Iraks oljeminister sier kontraktene om oljeutvinning som kurdiske myndigheter har sluttet med norske DNO og et tyrkisk selskap, ikke er gyldige. Ingen kontrakter inngått før den nye oljeloven er gyldige, sa Hussain al-Shahristani onsdag.
Oljeloven er ennå ikke behandlet av parlamentet, og kurderne er misfornøyde med at det skal opprettet et sentralt organ som skal ha overoppsyn og siste ord.
The Kurds recently discovered two fields in northern Iraq, after signing contracts with a Norwegian and a Turkish company. But on Wednesday the Iraqi oil minister, Hussain al-Shahristani, a Shiite, said at a conference in Saudi Arabia that any contracts signed by the Kurds before passage of the oil law were considered invalid and illegal, news agencies reported.
In Erbil, Mr. Salih, the Kurdish spokesman, said the Kurdish contracts were legal and «had been prepared according to international standards and norms.»
The draft law approved by the Iraqi cabinet says regions may enter into contracts, but a powerful new central body called the Federal Oil and Gas Council would have the power to «prevent» the contracts from going forward if they did not meet certain standards. A panel of oil experts from inside and outside Iraq would advise the federal council on the contracts.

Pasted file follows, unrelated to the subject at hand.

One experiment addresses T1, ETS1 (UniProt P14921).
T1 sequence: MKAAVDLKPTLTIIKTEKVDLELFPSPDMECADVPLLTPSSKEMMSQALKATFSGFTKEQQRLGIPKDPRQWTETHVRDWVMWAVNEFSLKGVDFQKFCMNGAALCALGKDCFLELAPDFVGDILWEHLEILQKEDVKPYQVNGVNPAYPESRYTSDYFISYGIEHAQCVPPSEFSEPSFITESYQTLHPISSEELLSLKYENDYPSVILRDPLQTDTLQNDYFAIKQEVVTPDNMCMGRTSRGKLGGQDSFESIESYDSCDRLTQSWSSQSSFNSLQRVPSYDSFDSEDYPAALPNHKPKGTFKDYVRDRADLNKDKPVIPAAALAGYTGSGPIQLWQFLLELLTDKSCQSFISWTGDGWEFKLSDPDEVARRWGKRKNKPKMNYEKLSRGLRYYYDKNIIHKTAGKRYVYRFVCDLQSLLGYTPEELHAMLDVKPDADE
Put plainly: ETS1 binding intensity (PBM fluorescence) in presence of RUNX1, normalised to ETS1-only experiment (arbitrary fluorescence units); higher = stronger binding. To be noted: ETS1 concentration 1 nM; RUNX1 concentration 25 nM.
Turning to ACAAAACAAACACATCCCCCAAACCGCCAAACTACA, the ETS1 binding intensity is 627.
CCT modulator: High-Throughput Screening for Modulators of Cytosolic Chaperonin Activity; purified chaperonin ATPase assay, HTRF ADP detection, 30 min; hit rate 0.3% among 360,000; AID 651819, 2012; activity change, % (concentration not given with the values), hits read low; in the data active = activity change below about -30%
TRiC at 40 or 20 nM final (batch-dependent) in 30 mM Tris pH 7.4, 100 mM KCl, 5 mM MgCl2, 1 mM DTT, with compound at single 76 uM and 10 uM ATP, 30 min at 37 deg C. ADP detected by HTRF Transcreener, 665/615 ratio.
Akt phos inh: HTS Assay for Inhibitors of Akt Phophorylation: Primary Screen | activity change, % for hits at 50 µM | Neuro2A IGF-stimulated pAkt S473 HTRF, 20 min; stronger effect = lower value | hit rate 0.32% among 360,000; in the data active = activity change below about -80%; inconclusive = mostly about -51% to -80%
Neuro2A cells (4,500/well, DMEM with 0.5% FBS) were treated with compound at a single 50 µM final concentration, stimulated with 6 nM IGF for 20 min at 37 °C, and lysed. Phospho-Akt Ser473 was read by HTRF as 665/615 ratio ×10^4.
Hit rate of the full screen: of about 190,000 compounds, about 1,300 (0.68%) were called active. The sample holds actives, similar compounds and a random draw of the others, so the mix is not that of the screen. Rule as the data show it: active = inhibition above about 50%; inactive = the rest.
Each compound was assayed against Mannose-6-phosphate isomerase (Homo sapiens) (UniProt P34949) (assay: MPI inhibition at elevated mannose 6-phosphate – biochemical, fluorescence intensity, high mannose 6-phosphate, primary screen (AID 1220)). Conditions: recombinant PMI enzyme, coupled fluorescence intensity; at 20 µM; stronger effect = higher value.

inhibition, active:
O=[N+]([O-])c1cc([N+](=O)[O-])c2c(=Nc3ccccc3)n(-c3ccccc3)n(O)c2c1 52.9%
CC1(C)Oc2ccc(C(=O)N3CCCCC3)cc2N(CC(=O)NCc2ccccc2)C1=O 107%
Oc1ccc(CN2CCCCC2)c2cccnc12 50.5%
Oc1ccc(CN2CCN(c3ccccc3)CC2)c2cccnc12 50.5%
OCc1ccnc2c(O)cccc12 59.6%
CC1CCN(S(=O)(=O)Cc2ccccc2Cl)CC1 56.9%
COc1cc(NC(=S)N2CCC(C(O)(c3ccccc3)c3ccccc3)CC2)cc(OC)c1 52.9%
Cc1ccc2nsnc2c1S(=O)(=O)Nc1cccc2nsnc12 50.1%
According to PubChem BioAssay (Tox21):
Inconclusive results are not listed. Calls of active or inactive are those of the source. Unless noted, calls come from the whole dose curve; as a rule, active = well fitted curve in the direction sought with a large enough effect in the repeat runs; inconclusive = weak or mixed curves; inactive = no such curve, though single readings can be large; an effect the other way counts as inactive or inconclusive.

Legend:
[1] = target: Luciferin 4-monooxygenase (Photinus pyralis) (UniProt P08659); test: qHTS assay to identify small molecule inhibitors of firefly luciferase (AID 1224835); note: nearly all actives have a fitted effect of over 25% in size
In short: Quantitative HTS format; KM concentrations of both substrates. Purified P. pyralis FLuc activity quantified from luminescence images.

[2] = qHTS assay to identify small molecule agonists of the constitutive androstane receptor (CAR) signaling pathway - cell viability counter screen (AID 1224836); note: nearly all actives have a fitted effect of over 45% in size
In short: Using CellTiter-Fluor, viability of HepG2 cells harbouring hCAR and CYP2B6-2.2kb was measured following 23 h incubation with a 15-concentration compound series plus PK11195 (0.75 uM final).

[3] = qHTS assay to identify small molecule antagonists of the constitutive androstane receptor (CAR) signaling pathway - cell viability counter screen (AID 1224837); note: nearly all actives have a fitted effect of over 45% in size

Oil industry analysts estimate the country’s proven oil reserves at 115 billion barrels. Iraqi oil production peaked at 3.7 million barrels a day in 1979, according to the United States Department of Energy. Production stood at 2.6 million barrels a day before the 2003 invasion, but has dropped since. Passage of the draft law is seen as critical for encouraging the foreign investment needed to lift production levels.
The draft oil law would allow regions to enter into production-sharing agreements with foreign companies, which some Iraqis and critics of the Bush administration say could lead to foreigners reaping too much of the country’s oil wealth.
Iraqi officials say all contracts will be subjected to a fair bidding process, but there are fears that American companies could be favored.